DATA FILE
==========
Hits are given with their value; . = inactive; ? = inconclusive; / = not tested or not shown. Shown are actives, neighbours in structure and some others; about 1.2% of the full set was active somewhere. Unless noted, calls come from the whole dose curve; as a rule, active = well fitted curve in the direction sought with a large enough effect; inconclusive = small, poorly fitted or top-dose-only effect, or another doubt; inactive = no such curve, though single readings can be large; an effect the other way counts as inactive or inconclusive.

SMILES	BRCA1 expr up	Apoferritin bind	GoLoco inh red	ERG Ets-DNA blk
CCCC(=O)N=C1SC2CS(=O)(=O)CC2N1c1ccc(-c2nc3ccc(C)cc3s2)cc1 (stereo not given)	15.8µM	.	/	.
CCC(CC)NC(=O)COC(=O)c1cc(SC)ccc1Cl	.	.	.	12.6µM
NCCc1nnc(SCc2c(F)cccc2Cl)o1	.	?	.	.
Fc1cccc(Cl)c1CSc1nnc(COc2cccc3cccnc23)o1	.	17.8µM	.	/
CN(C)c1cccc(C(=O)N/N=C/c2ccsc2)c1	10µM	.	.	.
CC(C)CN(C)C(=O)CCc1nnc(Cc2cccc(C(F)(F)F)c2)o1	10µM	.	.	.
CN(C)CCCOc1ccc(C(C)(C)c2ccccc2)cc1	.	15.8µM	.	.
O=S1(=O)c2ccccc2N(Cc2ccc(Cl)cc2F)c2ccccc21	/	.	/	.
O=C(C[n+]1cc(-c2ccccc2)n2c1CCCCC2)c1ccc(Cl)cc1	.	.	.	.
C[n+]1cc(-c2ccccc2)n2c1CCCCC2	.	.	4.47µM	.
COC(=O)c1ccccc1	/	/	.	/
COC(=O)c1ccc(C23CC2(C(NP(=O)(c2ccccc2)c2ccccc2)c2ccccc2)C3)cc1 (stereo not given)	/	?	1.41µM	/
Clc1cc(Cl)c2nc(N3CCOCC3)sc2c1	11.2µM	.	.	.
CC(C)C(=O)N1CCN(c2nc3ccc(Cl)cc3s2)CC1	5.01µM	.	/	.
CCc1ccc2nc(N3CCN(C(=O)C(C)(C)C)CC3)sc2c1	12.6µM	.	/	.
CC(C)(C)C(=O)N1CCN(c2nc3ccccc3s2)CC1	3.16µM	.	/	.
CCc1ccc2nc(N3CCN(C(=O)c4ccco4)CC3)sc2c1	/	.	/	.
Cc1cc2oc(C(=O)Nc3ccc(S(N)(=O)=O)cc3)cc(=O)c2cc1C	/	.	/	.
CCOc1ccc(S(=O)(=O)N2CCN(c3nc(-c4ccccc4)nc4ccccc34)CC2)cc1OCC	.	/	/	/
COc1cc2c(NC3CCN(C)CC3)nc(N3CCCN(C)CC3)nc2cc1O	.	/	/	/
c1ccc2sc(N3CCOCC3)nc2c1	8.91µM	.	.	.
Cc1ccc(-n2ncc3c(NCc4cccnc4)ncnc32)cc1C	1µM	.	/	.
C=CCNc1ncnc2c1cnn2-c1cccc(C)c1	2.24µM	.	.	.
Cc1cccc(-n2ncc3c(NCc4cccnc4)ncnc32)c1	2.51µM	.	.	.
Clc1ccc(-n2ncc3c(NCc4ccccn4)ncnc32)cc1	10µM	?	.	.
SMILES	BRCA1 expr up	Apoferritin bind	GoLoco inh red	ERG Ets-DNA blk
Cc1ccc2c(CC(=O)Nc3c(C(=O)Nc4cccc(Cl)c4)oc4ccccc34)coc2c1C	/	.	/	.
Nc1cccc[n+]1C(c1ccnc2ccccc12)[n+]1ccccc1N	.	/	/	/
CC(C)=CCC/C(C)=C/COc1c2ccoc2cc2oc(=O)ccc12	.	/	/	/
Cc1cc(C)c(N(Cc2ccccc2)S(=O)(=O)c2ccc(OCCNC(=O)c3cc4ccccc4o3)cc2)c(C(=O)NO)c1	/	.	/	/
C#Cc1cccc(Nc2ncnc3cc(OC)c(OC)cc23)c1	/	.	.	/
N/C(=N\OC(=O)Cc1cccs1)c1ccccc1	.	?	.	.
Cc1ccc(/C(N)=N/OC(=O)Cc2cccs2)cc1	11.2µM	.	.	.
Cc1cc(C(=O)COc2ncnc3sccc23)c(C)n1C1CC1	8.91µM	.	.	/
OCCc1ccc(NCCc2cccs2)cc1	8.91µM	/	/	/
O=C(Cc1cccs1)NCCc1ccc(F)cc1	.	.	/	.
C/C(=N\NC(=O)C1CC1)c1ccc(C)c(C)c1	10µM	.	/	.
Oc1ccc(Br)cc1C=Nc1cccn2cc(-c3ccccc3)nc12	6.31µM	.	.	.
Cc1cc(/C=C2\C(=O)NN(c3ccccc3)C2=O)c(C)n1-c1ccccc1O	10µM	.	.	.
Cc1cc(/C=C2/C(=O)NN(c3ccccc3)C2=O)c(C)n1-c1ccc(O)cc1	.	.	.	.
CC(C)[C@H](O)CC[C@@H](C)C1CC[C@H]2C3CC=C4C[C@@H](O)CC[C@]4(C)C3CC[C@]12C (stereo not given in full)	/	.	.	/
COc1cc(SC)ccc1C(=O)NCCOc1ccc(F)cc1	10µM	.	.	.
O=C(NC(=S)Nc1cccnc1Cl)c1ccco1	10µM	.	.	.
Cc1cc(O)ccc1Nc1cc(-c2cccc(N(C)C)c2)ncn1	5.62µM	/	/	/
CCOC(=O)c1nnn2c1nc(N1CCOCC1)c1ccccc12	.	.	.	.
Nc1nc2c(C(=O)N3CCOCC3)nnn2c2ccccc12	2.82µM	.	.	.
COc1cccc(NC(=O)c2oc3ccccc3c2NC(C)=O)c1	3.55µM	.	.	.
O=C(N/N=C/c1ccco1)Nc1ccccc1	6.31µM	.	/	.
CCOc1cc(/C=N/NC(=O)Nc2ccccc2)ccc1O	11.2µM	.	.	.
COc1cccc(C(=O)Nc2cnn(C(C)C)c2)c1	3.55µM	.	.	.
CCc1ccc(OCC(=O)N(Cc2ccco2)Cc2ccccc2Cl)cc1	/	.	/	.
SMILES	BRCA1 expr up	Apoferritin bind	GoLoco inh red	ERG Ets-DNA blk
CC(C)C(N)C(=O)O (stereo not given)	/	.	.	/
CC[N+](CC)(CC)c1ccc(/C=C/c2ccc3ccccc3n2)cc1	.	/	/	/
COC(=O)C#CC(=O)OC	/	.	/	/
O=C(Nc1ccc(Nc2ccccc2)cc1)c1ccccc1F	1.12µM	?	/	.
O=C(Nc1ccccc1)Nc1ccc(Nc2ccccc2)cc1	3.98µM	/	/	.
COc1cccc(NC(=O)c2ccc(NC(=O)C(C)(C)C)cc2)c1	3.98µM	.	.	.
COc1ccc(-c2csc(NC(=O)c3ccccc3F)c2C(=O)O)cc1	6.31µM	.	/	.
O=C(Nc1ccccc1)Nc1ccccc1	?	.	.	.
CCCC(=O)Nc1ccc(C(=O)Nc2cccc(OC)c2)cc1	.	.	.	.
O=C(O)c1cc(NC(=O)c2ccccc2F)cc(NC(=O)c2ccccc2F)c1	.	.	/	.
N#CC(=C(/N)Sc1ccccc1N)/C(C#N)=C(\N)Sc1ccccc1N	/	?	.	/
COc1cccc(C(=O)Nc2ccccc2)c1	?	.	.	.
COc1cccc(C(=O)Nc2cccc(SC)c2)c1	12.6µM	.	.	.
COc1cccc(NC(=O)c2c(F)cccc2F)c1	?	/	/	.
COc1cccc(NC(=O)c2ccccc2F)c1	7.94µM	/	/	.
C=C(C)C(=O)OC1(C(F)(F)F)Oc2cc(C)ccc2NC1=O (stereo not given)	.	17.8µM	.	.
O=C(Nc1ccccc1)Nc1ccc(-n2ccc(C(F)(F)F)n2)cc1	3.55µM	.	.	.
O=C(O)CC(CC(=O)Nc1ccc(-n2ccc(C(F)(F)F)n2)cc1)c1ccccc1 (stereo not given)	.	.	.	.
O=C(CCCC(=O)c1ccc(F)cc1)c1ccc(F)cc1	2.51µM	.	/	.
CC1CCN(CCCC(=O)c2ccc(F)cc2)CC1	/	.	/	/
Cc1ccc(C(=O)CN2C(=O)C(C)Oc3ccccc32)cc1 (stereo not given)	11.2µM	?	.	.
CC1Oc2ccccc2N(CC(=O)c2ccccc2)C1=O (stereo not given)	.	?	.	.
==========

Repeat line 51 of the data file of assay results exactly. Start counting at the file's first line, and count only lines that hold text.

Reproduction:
CCOc1cc(/C=N/NC(=O)Nc2ccccc2)ccc1O	11.2µM	.	.	.